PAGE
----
Median time between ibrutinib initiation and blood sample collection was 3.5 years (2.75 to 4.2). Median lymphocyte count was 2.62 G/L (0.37 to 121), and median CLL cell count was 0.52 G/L (0-117). No patient achieved MRD < 0.01% in the blood (by FCM). Thirty pts had CLL cell count higher than 0.5 G/L, allowing mutational analysis by next-generation sequencing. At least one BTK mutation was found in 17/30 (57%) pts, (C481S N=13, C481Y N=2, C481G N=1 and C481R N=2) (VAF 0.2-73%), and 4/30 (13%) pts harbored PLCγ2 mutations (L845G N=3, D993H N=1, R665W N=2 and C849R N=1) (VAF 1-11%). TP53 mutations were found in 14/30 (47%) cases, SF3B1 and NOTCH1 mutations in 6/30 (20%) cases, XPO1 and RPS15 mutations in 4/30 (13%) cases, ATM mutations in 3/30 (10%) cases, BIRC3 and POT1 mutations in 1/30 (3%) case. All pts with PLCγ2 mutations presented with both BTK and TP53 mutations. Neither the incidence of TP53 mutation nor the other CLL frequently mutated genes were different between BTK mutated and unmutated pts (p=NS). Moreover, the number of previous therapies (0-1 vs > 1) was not different between pts harboring BTK mutations or not (p=0.2). Study of T lymphocyte subsets showed a highly variable CD4/CD8 T- cell ratio (median=1, range 0.41-3.42), but, interestingly, the median number of CD4 T-cells was 584/mm3 (141-2481), with 92% of pts presenting with CD4 T-cells >250/mm3. This result suggests that ibrutinib treatment may not affect CD4 T-cell counts.

With a median follow-up of 3.5 months from sample collection, 12/57 pts (21%) discontinued ibrutinib because of CLL progression (N=8), Richter syndrome (N=1), adverse event (N=1), septic shock (N=1) and unknown reason (N=1). Twelve pts progressed within 6 months after sample collection. Among them, BTK mutations were present in 11/12 cases and PLCγ2 in 2 cases. Only one patient experienced progression without BTK or PLCγ2 mutations. BTK mutations were found in 6 pts without evidence of progression at the time of last follow-up and longitudinal analysis is ongoing. Variant allele frequencies of BTK mutations were highly variable between pts (range 0.2%-73%) and were not different between progressing and non-progressing pts (p=0.2).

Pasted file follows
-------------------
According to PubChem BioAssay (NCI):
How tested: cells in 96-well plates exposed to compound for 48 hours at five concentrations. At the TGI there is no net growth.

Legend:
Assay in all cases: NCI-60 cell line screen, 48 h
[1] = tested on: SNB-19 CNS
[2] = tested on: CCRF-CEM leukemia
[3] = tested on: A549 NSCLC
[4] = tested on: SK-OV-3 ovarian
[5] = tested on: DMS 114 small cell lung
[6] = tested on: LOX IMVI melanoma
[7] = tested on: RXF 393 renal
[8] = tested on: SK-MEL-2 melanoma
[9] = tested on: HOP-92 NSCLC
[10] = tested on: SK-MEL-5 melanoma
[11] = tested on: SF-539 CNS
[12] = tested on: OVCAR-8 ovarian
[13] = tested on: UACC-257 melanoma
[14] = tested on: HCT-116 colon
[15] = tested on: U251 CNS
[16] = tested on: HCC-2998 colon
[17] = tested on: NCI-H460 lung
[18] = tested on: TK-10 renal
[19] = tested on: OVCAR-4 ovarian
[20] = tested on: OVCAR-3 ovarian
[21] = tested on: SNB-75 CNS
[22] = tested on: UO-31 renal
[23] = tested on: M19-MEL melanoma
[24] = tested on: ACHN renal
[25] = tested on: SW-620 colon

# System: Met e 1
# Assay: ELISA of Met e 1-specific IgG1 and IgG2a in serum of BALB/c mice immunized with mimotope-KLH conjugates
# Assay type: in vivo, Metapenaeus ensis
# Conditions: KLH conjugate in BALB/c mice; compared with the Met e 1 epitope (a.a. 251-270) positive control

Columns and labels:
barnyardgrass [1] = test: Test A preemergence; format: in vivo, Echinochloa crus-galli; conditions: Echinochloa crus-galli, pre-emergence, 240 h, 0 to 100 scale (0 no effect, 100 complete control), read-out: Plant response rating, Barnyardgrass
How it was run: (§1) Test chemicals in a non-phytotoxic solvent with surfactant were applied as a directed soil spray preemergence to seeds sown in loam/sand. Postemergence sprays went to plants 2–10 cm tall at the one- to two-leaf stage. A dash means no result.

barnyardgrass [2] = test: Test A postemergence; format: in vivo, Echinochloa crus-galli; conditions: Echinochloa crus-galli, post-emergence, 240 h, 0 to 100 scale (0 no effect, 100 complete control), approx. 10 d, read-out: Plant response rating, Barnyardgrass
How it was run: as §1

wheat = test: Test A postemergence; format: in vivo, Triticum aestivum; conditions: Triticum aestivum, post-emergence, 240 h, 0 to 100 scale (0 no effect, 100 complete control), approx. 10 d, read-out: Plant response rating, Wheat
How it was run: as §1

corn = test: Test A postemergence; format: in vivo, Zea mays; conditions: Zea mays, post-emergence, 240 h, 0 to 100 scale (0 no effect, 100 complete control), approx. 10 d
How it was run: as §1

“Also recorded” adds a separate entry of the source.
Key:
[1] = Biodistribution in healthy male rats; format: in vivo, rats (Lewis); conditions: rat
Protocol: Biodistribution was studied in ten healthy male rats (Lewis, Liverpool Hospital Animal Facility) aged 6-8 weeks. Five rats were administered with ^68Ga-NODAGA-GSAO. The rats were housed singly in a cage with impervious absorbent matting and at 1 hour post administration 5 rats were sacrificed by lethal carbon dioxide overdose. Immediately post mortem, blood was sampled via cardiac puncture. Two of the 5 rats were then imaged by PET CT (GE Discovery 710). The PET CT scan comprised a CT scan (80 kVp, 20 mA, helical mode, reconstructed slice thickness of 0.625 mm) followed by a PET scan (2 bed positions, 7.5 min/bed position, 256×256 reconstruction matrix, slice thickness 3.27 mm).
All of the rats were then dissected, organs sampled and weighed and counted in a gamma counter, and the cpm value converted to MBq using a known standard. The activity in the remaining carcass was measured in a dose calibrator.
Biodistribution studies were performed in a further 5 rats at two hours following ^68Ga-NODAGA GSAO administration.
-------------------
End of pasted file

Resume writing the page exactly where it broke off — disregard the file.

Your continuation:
Conclusion and perspectives

In this real-life setting, only one third of pts remained on ibrutinib after 3 years. Even after such a long treatment exposure, ibrutinib as a monotherapy did not appear to induce complete immunophenotypic response. Fifty-seven percent of pts with CLL cell count > 0.5 G/L had BTK C481 mutations, and BTK mutations were found in all but one pt who progressed. This study also highlighted the onset of BTK and PLCγ2 mutations in long-term responders on therapy, before any evidence of disease progression.

Disclosures: Quinquenel: Jansen Cilag: Honoraria, Research Funding; Abbvie: Honoraria. Fornecker: Takeda: Honoraria; Servier: Honoraria. Ysebaert: Janssen: Consultancy, Research Funding; Roche: Consultancy, Research Funding; Gilead Sciences, Inc.: Consultancy, Research Funding. Guieze: abbvie: Honoraria; janssen: Honoraria; gilead: Honoraria. Feugier: Janssen: Consultancy, Honoraria, Membership on an entity's Board of Directors or advisory committees, Research Funding; Abbvie: Consultancy, Honoraria, Membership on an entity's Board of Directors or advisory committees, Research Funding; Roche: Consultancy, Honoraria, Membership on an entity's Board of Directors or advisory committees, Research Funding; Gilead: Consultancy, Honoraria, Membership on an entity's Board of Directors or advisory committees, Research Funding. Taverna: Sunesis Pharmaceuticals: Employment. Fox: Sunesis Pharmaceuticals: Employment; Amphivena Therapeutics: Employment. Cymbalista: Janssen: Honoraria; Gilead: Honoraria; Sunesis: Research Funding; AbbVie, Inc: Honoraria. Baran-Marszak: Sunesis: Research Funding.

*signifies non-member of ASH